I hardly slept during the night as my foot was painful. I lay in bed listening to the wind blowing through the slatted windows and across the corrugated roof. Henry and Sugarah, our guides, said that we would not be able to climb to the summit if it rained overnight. It had not, so we were called to join the procession with our torches, warm clothes and water bottles. I did not go with them as I felt that my injured foot, in the dark, on a mountain might constitute a liability. I made a cup of tea, waited until the first pink light of dawn appeared and then went outside the hut. I had no idea how much windier it would be 800 metres higher up the mountain. It was not excessively cold where I stood and the sky was still clear. As it happened, I had a better view of the sunrise than those who had reached the summit. I briefly saw the villages below bathed in a pink/orange light, but the wind was becoming disconcertingly loud. The cloud thickened and the wind started to blow more strongly up on top, making Low’s Peak an unpleasant place to be, I was glad that I had made the decision to stay behind.
The Travelbag climbers were more than adequately clothed for a normal morning on Mount Kinabalu. It was about 5°C with a clear sky and the wind had dropped considerably. Setting off at 03.00, Ellie was sad to discover that I was not with Bruce and began to cry, saying, ‘It’s not fair, Mum has come all this way and she loves mountains so much and now she will never see the summit.’ Bruce gave her the camera, just in case he found the going too tough and failed to reach the top. She was keen to get up as quickly as possible and get down to tell me all about it. That is why she was so anxious to overtake the large party from Taiwan, festooned with imaginatively arranged bin bags, as protection against the elements. They were somewhat less prepared for the harsh conditions than our group. She and Henry managed to pass most of them when the trail flattened and widened a little.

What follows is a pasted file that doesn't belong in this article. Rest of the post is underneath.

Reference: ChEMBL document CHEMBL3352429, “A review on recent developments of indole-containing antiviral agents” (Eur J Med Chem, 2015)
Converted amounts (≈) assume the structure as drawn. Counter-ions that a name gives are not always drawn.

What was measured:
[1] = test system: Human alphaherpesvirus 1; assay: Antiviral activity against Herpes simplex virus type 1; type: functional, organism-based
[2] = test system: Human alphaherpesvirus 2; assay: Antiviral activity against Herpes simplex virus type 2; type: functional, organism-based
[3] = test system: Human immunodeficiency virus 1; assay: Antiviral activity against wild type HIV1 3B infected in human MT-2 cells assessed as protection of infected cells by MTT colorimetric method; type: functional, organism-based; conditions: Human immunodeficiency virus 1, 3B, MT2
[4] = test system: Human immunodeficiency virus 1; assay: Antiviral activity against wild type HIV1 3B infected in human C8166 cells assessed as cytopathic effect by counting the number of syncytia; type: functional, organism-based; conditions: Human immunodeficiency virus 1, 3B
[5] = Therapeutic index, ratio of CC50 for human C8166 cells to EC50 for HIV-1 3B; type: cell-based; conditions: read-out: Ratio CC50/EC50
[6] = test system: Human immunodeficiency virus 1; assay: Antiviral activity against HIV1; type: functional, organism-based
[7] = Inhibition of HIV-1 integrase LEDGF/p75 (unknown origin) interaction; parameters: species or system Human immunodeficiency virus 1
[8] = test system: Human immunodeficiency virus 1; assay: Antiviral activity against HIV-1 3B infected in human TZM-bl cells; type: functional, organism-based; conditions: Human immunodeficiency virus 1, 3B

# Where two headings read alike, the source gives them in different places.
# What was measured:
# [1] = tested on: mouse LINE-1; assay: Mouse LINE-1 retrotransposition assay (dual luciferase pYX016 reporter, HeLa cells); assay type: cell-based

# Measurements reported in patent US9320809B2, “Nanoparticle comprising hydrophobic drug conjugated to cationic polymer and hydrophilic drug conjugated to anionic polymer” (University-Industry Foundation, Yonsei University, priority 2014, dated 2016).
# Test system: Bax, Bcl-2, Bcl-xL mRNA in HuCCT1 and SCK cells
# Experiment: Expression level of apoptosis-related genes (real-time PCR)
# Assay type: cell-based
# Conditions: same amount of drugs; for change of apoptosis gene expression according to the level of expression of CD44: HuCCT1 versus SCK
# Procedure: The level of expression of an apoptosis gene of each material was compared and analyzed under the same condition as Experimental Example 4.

The trail beyond Laban Rata begins with more steps cut into the rock and climbs very steeply up through the forest. Above the tree line the way is marked by a white rope. This can be used by climbers to pull themselves up the steeper sections, but generally serves as a marker defining the trail itself. At this stage the path becomes much less steep and starts to level out as the terrain becomes fairly smooth granite. Climbers use torches on the ascent and so tend to follow the light in front. The rope is more useful on the descent. Guides are distributed throughout the procession. Some people employ their own individual guides, but the accepted ratio for a larger group is one guide to eight tourists. With two guides, Sugarah at the front and Henry at the back, our group of eleven was well within safety limits.
Feeling cold, despite four layers of clothing including a ski jacket and two hats, Ellie overtook Sugarah and followed the guide leading several Taiwanese climbers, Henry walked close behind. They reached Low’s Peak without suffering the effects of altitude, but were disappointed to see nothing but cloud. Ellie and Henry took photographs of each other standing by the sign at the summit, but it was too misty and windy for good pictures. Ellie shouted at Henry to remove his gloves as his fingers were covering the lens. He shouted back that he could not or his hands would freeze. These joking exchanges were misconstrued as ‘the argument’ that took place on top of Mount Kinabalu. This was complete fiction and caused considerable distress to Henry, as he most certainly did not run off and hide from Ellie.
To be continued to Part 3…